Easy Garlic Butter Salmon

This Easy Garlic Butter Salmon is so tender and flaky, and you can have a healthy, gorgeous dinner on the table in just 30 minutes! I have a confession to make…I don’t like seafood!  There, I said it!  But pretty much everyone else does, so we have been working on salmon recipes. This one is for you guys…and Cade!

 

A photo of a baked salmon filet sitting in aluminum foil garnished with fresh parsley and for lemon slices

 

Growing up in the Pacific Northwest means that you like salmon or really any seafood. And while that never happened for me, I’ve learned just how much others love it.  I can totally handle cooking fish better than shrimp that needs to be cleaned. Have I told you that I actually cried doing that for the first time because I was all worked up and freaked out? It’s a true fact.  There’s something so invasive about cleaning shrimp!  Sends shivers up my spine!  I just buy those babies pre-cleaned and ready to cook for my own sanity.

 

 

Guys, I want to like salmon so bad!  I mean look at it…it looks amazing!!  And then I take a bite (and I always take a bite, hoping this time will be the time), and then I just don’t like it.  Blast it!  My taste buds are broken, I am convinced!

So for all you salmon lovers, this salmon is perfectly moist, tender, and flaky with the classic salmon flavors of lemon, garlic, butter, and dill.  It is so simple too!

 

A photo of a baked salmon filet flaked with a fork, garnished with fresh parsley, and sitting on a foil and

 

How do I Pick a Good Fresh Salmon?

When I first started buying salmon at the grocery store, it was a little intimidating.  How do I pick a good piece of salmon?  Here are a few tips:

  • No smell – good fresh salmon should not have a fishy smell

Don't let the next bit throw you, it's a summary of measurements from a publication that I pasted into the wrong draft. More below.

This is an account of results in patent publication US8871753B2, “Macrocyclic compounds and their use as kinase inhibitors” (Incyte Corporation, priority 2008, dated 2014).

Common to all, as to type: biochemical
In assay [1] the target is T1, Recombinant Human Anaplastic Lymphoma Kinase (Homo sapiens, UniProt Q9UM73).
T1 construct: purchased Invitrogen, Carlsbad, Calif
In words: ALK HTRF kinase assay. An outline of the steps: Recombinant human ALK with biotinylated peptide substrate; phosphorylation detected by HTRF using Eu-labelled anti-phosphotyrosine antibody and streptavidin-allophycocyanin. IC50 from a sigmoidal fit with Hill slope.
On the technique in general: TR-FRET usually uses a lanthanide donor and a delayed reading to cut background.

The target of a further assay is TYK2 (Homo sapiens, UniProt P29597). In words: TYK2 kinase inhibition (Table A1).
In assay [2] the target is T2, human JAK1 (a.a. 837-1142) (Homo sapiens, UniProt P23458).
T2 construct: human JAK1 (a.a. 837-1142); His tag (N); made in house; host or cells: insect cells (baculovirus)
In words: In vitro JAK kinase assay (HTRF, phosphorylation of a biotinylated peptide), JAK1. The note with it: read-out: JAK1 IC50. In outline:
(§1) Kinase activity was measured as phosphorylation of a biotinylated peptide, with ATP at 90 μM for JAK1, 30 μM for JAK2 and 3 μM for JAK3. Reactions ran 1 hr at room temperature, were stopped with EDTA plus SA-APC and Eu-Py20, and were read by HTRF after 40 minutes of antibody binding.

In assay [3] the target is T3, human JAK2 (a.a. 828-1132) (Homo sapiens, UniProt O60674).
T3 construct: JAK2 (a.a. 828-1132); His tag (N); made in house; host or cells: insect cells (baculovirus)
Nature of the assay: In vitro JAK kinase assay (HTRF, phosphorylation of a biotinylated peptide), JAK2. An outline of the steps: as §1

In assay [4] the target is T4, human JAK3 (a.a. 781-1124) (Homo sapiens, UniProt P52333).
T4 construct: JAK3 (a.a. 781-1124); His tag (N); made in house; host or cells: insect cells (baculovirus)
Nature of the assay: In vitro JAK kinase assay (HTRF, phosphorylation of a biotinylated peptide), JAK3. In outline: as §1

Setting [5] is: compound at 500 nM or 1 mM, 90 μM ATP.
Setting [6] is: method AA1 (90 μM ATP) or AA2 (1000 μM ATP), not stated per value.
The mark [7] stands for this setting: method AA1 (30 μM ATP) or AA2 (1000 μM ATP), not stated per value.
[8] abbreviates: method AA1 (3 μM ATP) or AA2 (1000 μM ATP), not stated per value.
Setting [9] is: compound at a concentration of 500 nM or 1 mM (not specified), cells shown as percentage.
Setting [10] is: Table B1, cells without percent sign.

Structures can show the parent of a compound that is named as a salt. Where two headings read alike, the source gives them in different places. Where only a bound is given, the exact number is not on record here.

• Vibrant – bright, deep shades of red/coral/pink is what you are after
  • Moist – it should look moist and not dried out
  • No brown – there shouldn’t be any brown spots anywhere on the fillet

Fresh/Frozen and Wild/Farm

We often tend to think that fresh is always best.  Fresh salmon is usually best, but don’t be afraid to check out the frozen section.  If the salmon has been packed and frozen properly, it can be just as good as fresh.  If you want wild salmon, it is going to have to be frozen if you are outside of salmon season which runs from May to October.

Most people run away from farmed salmon because of the horror stories out there about how the salmon are farmed.  However, if you do your homework and trust your source, farmed salmon can be safe and of great quality.

 

A photo of a baked salmon filet sitting in aluminum foil garnished with fresh parsley and four lemon slices

 

Types of Salmon

There are several types of salmon that are available commercially and choosing what type of salmon to purchase depends on what you want.

  • King (chinook): most expensive but so buttery and rich, considered the best tasting by most people
  • Coho (silver): widely available and freezes well, more delicate than King but similar flavor
  • Chum: lower in fat, great for smoking,
  • Sockeye (red): deep red color, rich flavor
  • Pink: mild in flavor, low in fat, doesn’t freeze well, this is what you will often find canned, great for salmon cakes

For this recipe, we use sockeye salmon.  It is easy to find here in Utah and we (meaning everyone but me) love the flavor!

How Do I Know When My Salmon is Done?

Salmon is done when easily flaked which can be checked with a fork.  When the salmon flakes easily with a fork, it’s ready.  It will also change from a translucent red to an opaque pink.  The center of the fillet may still be slightly translucent but if the outside is opaque and starting to flake, then it is done!

 

A close up photo of a baked salmon filet flaked with a fork, garnished with dill and fresh parsley, and sitting on aluminum foil

 

Reheating Salmon

If you end up with leftover salmon, it is not recommended to reheat it the next day in the microwave.  The microwave and fish are not friends!  Fast, high heat dries it out and enhances the fishy flavor.  If you must reheat it, do it at a low temperature and slowly.  Salmon actually tastes great cold and would be a great addition to a salad or sandwich.